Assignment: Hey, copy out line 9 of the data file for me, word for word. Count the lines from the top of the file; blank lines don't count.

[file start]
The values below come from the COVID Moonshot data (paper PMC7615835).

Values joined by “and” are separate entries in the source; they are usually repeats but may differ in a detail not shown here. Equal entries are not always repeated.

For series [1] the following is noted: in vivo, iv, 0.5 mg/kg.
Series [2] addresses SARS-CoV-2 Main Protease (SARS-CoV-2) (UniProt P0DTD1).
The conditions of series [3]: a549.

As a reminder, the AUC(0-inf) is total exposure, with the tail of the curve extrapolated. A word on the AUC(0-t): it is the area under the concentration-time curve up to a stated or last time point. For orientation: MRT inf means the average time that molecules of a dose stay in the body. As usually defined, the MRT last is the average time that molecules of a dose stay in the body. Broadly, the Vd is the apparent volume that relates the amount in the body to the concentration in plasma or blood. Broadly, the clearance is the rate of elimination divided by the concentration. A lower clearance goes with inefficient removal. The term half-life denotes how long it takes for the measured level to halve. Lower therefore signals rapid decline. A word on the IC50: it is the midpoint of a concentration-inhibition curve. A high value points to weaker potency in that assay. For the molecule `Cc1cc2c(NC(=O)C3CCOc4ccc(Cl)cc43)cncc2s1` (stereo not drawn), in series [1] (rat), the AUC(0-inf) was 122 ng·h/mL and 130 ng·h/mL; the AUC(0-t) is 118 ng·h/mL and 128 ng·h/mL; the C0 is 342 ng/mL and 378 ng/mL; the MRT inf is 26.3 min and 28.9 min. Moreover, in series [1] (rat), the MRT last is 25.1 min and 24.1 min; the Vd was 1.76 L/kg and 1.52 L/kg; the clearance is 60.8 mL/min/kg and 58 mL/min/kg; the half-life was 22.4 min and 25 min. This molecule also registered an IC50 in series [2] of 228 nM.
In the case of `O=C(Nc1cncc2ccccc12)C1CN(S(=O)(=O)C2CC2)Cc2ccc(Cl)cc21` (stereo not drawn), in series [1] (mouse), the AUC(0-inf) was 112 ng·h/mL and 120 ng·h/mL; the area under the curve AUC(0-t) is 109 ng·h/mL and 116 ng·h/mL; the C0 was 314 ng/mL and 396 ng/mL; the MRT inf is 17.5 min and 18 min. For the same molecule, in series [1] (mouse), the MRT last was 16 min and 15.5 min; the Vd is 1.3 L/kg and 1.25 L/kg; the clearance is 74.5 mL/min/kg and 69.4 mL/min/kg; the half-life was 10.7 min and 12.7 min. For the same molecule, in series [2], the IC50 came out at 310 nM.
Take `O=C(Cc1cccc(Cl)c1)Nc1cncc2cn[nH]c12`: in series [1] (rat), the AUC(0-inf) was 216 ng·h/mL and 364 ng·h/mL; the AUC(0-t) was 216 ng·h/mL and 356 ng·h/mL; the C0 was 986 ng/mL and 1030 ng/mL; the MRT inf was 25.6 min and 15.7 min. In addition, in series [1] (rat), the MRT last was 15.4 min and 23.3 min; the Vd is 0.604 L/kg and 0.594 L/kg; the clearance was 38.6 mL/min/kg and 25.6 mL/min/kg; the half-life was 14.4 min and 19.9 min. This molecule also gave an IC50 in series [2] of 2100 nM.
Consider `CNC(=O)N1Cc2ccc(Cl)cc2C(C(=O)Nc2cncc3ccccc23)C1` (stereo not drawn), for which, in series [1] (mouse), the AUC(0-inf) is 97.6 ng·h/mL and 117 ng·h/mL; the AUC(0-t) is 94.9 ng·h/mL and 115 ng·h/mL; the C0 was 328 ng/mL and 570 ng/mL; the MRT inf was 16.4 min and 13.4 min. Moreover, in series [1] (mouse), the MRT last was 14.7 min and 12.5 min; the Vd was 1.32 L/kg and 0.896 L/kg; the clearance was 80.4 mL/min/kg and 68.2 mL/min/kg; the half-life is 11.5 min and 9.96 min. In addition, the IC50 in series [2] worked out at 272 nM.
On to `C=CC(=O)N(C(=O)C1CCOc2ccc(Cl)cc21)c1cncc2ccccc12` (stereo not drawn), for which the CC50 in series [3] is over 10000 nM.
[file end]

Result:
Consider `CNC(=O)N1Cc2ccc(Cl)cc2C(C(=O)Nc2cncc3ccccc23)C1` (stereo not drawn), for which, in series [1] (mouse), the AUC(0-inf) is 97.6 ng·h/mL and 117 ng·h/mL; the AUC(0-t) is 94.9 ng·h/mL and 115 ng·h/mL; the C0 was 328 ng/mL and 570 ng/mL; the MRT inf was 16.4 min and 13.4 min. Moreover, in series [1] (mouse), the MRT last was 14.7 min and 12.5 min; the Vd was 1.32 L/kg and 0.896 L/kg; the clearance was 80.4 mL/min/kg and 68.2 mL/min/kg; the half-life is 11.5 min and 9.96 min. In addition, the IC50 in series [2] worked out at 272 nM.